Why The Repetitive SEO Post Can Still Be Valuable

I haven’t been using Sphinn, a social news site angled to online marketing, much in recent months. It’s partially because I’m busy and my attention has been focused elsewhere, but it’s also due to the fact that I was not seeing topics of interest or that I thought I already knew.

Unless someone directly points me to an article of note or a headline via the Sphinn Twitter feed catches my eye, I haven’t done my part to stay up to date with the community on my own.

One Week of Sphinn SEO Lessons
I just happened upon Ruud Hein’s great list of one week’s worth of SEO lessons from various search marketing people who have had their SEO posts submitted to Sphinn.

In that post, he takes a look at a week’s worth of submissions (900+) and boils them down to a concise list of approximately 50 posts that people who are new and interested in SEO/SEM may find of value. I have to admit that I found a good deal of them interesting and presenting new information or unique perspectives. But many of them talk about SEO topics I was at least aware of and probably would never have clicked into, had I seen them originally on Sphinn or my RSS reader.

The fact that search engine marketing people often revisit topics written in the past can be a good thing for the industry for a variety of reasons:

  • There are new people entering the industry everyday.
  • There are new people looking for search engine marketing resources every day.
  • People searching for SEO resources and information don’t always find the original destination for any given topic, no matter how experienced they are in the industry.
  • Quality search engine marketing posts illustrate how knowledge can be passed between professionals in our industry.

Regardless of whether a repetitive SEO post has value to me, a well written post may have tremendous value for someone new in the industry or using social news sites like Sphinn for information or working with a particular SEO vendor or consultant who runs their own blog or news resource.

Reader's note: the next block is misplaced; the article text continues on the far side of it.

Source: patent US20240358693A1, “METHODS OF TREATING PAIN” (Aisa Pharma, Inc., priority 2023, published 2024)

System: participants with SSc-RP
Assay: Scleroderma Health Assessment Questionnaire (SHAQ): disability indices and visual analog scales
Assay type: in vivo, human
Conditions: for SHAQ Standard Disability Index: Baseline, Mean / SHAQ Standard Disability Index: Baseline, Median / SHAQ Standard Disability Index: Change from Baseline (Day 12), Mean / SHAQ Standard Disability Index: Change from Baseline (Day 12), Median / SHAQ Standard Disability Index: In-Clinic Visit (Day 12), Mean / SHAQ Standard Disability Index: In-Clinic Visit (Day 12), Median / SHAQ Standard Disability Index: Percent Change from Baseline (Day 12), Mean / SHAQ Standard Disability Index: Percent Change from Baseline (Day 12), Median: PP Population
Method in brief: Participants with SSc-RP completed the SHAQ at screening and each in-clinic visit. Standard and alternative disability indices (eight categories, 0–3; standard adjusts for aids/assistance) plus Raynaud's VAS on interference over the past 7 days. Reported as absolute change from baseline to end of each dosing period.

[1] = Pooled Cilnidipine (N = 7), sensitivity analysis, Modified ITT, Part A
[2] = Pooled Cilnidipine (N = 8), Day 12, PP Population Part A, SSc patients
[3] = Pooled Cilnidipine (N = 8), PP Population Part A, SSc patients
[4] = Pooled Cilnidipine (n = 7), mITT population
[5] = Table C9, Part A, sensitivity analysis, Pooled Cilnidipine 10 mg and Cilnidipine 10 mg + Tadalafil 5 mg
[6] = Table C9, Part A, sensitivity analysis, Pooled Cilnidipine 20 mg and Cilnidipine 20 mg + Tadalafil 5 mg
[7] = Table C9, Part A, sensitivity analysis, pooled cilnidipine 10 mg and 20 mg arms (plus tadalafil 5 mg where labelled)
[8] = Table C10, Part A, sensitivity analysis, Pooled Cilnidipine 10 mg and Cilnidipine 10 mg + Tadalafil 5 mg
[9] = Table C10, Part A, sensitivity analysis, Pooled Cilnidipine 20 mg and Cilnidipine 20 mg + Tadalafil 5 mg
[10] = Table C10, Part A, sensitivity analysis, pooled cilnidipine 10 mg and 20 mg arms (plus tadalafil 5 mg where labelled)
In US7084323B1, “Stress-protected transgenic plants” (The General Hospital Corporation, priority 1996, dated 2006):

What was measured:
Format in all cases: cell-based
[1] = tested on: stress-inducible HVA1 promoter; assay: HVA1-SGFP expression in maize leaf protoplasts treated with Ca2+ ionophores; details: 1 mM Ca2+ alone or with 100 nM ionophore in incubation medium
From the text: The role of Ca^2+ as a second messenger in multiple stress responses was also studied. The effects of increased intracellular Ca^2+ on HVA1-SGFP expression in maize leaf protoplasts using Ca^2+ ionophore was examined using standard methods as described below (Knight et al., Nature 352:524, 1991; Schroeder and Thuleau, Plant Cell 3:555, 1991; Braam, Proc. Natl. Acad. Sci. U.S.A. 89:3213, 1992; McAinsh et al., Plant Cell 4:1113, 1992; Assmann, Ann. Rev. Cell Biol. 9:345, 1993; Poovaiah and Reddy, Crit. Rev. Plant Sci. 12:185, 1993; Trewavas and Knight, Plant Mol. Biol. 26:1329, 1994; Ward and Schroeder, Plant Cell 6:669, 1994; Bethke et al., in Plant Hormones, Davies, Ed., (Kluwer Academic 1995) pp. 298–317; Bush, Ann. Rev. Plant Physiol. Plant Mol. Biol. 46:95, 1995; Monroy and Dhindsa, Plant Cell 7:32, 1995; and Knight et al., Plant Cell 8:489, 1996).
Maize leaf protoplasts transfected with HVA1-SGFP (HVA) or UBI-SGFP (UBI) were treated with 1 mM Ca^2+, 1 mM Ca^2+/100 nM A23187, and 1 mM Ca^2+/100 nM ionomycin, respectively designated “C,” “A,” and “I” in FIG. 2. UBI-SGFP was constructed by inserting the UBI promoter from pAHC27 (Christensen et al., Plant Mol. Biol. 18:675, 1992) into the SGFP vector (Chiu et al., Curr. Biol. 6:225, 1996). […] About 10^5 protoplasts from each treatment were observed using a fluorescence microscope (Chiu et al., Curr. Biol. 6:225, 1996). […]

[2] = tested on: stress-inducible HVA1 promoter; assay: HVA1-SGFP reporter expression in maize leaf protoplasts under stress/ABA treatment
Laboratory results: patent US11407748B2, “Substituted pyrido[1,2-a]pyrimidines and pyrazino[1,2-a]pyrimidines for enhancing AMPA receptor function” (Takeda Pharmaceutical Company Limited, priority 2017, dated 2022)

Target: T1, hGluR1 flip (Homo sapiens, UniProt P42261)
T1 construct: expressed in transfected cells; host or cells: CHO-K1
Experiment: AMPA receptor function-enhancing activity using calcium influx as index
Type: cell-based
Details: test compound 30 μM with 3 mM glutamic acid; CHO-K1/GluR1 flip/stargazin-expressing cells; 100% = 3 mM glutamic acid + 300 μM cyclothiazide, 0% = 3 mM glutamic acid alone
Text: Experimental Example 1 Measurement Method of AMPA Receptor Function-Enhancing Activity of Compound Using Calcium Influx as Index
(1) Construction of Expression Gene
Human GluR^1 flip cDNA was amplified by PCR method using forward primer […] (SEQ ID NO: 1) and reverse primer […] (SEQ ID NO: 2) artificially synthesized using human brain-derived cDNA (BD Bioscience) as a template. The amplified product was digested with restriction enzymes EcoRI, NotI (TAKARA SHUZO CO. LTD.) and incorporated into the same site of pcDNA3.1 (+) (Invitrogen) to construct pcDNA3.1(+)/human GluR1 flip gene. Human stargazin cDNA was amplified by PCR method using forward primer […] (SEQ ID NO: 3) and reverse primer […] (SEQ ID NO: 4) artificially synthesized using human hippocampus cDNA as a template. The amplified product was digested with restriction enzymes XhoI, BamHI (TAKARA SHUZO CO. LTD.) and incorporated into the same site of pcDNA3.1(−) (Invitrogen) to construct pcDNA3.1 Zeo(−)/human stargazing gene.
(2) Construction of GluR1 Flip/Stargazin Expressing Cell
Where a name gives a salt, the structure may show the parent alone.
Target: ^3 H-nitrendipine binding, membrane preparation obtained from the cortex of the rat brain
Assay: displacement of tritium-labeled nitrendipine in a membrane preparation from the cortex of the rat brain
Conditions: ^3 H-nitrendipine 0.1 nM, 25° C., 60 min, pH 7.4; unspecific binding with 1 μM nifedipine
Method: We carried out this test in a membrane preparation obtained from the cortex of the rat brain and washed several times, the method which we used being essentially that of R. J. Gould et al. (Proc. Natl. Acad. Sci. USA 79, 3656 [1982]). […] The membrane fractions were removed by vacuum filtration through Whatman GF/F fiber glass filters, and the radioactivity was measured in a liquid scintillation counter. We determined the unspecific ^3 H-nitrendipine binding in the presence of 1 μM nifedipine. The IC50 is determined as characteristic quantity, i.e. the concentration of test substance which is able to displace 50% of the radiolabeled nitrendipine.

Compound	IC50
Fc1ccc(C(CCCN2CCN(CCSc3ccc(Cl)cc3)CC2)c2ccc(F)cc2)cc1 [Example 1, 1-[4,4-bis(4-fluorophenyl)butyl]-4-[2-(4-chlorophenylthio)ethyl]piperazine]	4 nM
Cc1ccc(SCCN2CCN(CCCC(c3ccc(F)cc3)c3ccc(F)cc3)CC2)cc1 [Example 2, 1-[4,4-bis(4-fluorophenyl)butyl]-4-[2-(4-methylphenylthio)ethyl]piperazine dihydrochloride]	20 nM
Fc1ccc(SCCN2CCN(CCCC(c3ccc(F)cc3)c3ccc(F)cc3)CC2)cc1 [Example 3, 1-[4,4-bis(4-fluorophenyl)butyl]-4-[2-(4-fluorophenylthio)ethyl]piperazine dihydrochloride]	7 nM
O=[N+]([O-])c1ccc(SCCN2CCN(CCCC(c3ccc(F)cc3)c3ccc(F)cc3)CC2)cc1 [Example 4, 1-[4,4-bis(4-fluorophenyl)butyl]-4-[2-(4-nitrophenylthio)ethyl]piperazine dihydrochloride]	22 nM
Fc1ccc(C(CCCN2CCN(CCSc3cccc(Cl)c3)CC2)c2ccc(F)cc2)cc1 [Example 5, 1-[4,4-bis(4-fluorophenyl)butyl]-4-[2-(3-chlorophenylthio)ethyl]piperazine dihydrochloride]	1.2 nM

I don’t believe it is a secret that we all have to learn from somewhere and oftentimes that’s from another online source. I also don’t believe it’s a bad thing to spread the message or offer perspective when it’s truly something of value.

When you decide to reposition what someone else said
Here are some things I consider when repositioning existing SEO information that is meant to provide value to any readership (including those who may have seen the topic discussed before):

  • There’s very little to no value in simply copying another’s work (and less value – or ethics – if you don’t cite your source).
  • Offer your own perspectives or provide new examples or ideas to the topic.
  • I’m not a fan of the SEO post which simply repositions another’s position or observation, without testing for results or trying (and at least initially succeeding) with the original poster’s strategy. That’s my personal opinion.
  • Sometimes you stumble across a great idea that is just not written well. If you’re a good writer, structure the position in a more readable format (but definitely give credit where credit is due).
  • Make certain you really know what you’re talking about (and get assistance in tough subjects). Try not to get in over your head (at least at first :-))

The bottom line is that professionals working in search engine marketing for many years may grow tired of SEO posts which revisit documented topics or existing discussion. But oftentimes, these posts are not meant for everyone; they’re meant for people who are new to the industry in some way or another.

As search engine marketing professionals and industry contributors, if we take the time to revisit valuable topics, inflecting our own experience, examples and perspective, in a constructive manner, it really can only be a good thing in the end.


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